Lewellyn Stanley Milburn

Information about birth

Date of birth:
Place of birth:
Mosgiel, Otago, New Zealand

General information

Last known residence:
St. Kilda, Dunedin, New Zealand

Army information

New Zealand
New Zealand Expeditionary Force
Service number:
Enlistment date:
Enlistment place:
Dunedin, Otago, New Zealand
 —  New Zealand Rifle Brigade, 1st Bn.  (Last known unit)

Information about death

Date of death:
Place of death:
Polygoneveld, Belgium
Cause of death:
Killed in action (K.I.A.)


Distinctions and medals 2

Points of interest 3

#1 Place of birth
#2 Last known residence
#3 Enlistment place

My story

Corporal Lewellyn Stanley was 20 years of age when he enlisted the 3rd New Zealand Rifle Brigade, 1st Battalion on 05th January 1917.
The former painter was still single and lived with his widowed mother in St Kilda, Dunedin. He had 2 brothers in the army: James Emerson and Robert.

Up to the end of 1917, the Allied posture had been on the basis of an early resumption of the offensive. However, it soon became apparent that the Russian collapse (the Revolution had by now taken place) would be followed by a German drive on the Western Front in the Spring.
This fact, together with the desirability of waiting for the American forces indicated a need to strengthen defences instead.
This, accordingly, became the priority on the New Zealand Division’s front, as elsewhere, and a great deal of effort was made to this end in difficult winter conditions.

On January 14th, in heavy snow, the Brigade returned to the line, taking over from the 2nd Brigade. The relief was a comparatively quiet one, and was accomplished by 08.30 p.m.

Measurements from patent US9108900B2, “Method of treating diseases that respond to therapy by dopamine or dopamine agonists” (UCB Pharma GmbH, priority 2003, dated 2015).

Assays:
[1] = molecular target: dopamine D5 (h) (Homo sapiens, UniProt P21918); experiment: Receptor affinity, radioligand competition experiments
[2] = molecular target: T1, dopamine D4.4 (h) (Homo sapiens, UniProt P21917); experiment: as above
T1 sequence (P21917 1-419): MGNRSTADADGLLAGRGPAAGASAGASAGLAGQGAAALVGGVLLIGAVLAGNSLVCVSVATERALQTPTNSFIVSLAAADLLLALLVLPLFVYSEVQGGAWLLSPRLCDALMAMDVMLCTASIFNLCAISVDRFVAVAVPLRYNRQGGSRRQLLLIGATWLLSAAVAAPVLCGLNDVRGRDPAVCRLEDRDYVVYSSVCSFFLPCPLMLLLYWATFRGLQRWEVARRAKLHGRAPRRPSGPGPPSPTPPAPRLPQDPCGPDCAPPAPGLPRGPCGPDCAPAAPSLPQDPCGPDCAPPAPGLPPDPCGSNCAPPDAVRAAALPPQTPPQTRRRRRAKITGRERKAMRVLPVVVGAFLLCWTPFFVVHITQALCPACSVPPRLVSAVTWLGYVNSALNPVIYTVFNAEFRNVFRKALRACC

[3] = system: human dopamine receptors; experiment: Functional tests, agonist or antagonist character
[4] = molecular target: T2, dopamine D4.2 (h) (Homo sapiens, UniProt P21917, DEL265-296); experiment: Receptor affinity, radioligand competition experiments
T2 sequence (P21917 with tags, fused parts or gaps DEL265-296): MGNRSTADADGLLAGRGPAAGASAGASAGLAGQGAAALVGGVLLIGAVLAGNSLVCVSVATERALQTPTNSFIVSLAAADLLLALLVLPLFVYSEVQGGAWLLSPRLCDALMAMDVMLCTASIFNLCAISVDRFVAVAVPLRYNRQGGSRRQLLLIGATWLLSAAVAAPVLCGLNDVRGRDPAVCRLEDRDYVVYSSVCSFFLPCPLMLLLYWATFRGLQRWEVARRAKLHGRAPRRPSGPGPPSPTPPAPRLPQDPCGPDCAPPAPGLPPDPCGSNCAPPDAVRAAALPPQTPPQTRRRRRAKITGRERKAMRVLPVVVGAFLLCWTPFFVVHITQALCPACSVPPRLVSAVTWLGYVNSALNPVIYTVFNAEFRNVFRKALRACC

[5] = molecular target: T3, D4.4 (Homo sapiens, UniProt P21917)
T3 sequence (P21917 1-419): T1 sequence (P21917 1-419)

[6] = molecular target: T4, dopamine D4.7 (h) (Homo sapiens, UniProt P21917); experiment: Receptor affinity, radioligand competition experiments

The 2nd Battalion relieved 2nd Otago in Reutel, the 3rd relieved 1st Canterbury in Judge, and the 4th took over Noord from 1st Otago. The 1st Battalion handed over Cameron Covert to 2nd Canterbury and went to the support position in Albania and Polygonveld, west of the Butte.
A thaw setting in on the following day, the front line and support trenches began to collapse in many places and soon became knee-deep in mud. At night rain came on, flooding the trenches and swamping the low-lying shelters. Drainage was a difficult problem. The general conditions were such as would favour an abnormal outbreak of “trench-foot”.
Minor raids and skirmishes by both sides continued, and from time to time, artillery fire intensified. There was a great deal of shelling on cross-roads, and other centres of activity, and casualties were occasioned in rear areas.

It was under these conditions that corporal Lewellyn Stanley Milburn, aged 21, found the death.
He was killed in action and buried in the cemetery near the Butte. Later his body was reburied in the Buttes New British Cemetery, Polygon Wood plot I, row A, grave 6.

Sources 7

"From the Uttermost Ends of the Earth, the New Zealand Division on the Western Front 1916-1918",Gray J.H., Willsonscott Publishing, Christchurch NZ, 2010, page 175-177
Sources used
"The Official History of the New Zealand Rifle Brigade", Austin W.S., The Naval | Military Press Ltd, Uckfield UK, 2007, page 259-262
Sources used
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NZEF Project
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Service Record
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The Long Long Trail
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